How to Fix a Book


“d” is Wrong. And Where’s segment “f”?

After over six years and umpteen thousand copies sold, sharp-eyed reader Bernie Vail noticed an error in the second illustration on page 102 in my book, The Perfect Edge, the Ultimate Guide to Sharpening for Woodworkers.

Now I know there are typos; we’ve found a couple and have had some pointed out. But they’re mostly minor things like commas, and such. And while I know that an errant comma can start a war or vacate a verdict, none of ours are that serious, I assure you. (Okay, I renamed Henry Bessemer “Charles” in the first edition but we changed it for the second printing. Sue me.) But this boo-boo renders that illustration useless.

So, what to do? Well, go get your copy of The Perfect Edge and a fine-point Sharpie (I used red), turn to page 102 and do as I did here:

Entries in Red Correct the Error

Entries in Red Correct the Error

That’s right, write in the book! It’s yours, after all, and if not you’ll be doing the owner a favor. You don’t even have to use red. In English: Arc “d” should end at the dashed line that denotes the back bevel. The arc that continues to the sole should be “f”, the clearance angle. We’re missing two arrowheads and an “f”. Make sense?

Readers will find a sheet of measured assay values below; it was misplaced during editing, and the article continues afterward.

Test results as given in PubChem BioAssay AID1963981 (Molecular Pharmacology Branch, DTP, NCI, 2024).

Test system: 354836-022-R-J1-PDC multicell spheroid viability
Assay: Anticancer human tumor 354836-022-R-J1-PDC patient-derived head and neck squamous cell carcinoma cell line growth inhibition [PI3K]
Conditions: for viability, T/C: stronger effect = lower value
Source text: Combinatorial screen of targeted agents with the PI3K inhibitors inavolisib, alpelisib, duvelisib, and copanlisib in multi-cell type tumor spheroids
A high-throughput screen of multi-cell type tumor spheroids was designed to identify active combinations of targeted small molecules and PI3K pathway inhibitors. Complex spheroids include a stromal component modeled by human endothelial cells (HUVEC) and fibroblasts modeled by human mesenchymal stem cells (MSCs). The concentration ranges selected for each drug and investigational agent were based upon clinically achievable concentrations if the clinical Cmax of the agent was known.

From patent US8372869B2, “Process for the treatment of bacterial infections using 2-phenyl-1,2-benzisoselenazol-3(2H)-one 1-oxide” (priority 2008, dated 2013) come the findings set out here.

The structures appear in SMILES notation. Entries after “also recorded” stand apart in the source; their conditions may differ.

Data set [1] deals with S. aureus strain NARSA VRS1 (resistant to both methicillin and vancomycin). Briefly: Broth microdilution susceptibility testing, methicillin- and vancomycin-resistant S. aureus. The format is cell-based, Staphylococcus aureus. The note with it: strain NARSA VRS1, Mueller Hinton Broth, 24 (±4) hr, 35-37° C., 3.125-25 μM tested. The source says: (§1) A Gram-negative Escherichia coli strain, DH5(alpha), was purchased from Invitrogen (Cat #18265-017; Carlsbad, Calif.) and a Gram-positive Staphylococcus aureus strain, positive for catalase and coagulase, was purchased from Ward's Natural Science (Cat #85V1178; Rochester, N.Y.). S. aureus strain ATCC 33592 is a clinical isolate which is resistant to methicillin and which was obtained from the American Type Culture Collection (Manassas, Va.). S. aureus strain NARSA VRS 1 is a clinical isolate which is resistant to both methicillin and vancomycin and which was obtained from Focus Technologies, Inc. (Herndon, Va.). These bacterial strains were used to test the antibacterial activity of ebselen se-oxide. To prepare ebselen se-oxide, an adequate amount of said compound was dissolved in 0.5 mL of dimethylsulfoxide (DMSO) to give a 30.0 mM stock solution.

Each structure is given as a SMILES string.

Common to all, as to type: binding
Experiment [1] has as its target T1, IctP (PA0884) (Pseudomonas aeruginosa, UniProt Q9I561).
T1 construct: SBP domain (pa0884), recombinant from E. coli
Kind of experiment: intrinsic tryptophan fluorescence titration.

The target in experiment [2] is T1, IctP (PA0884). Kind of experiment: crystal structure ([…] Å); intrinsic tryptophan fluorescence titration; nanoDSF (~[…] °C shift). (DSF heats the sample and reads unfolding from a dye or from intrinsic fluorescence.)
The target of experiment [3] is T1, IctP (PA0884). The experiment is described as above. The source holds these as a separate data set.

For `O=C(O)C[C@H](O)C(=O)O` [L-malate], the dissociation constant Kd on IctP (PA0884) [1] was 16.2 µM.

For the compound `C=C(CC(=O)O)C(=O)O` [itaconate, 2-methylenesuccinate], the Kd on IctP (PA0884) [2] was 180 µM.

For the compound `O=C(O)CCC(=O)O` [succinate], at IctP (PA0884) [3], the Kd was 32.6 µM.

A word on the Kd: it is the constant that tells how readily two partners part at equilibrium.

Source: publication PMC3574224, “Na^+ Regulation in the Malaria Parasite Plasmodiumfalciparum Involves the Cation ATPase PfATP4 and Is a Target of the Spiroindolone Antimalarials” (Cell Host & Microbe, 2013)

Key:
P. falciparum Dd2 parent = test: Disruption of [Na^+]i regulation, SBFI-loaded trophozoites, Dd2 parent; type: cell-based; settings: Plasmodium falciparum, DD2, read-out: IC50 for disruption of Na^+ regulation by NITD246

I hope you’ve not spent too many sleepless nights over the last six years wondering where the “f” is. I apologize for any confusion we may have caused. It’s still a pretty darned good book* and if you don’t have a copy I’d be happy to sell you one. I’ll even sign it for you (if you buy it here.)

Thanks Bernie!

*Unsolicited praise from one of my readers:
Wow! I must say that you have done a masterful job of tying together an enormous amount of technical data. Your sense of humor comes through as well without distracting from the flow. The book is also a visual treat — clear large images leave no doubt as to what you mean to illustrate. There is plenty of hard data to keep the controversies going. I think you have given a very balanced view of the great variety of methods available. In my opinion you have the absolute top book on the topic — period. Congratulations. — B.B.

About Ron Hock

Owner of HOCK TOOLS (.com) and author of "The Perfect Edge, the Ultimate Guide to Sharpening for Woodworkers"
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3 Responses to How to Fix a Book

  1. bgilstrap says:

    This is an example of how wonderful the Internet can be. The author of a great book isn’t shy about making it even better thanks to the help of a reader.

  2. Ron Hock says:

    The Internet and woodworkers make a great combo. Thanks!

  3. Paul Murphy says:

    I like practical ways of thinking. “Here is an error in the book. Correct it this way with a felt tip pen.”
    Every time I suggest a simple solution of this type in real life, it seems like somebody there is horrified that I would make any changes to the item.(Whatever it is) My standard reply is, “This isn’t the altar at The Vatican.”

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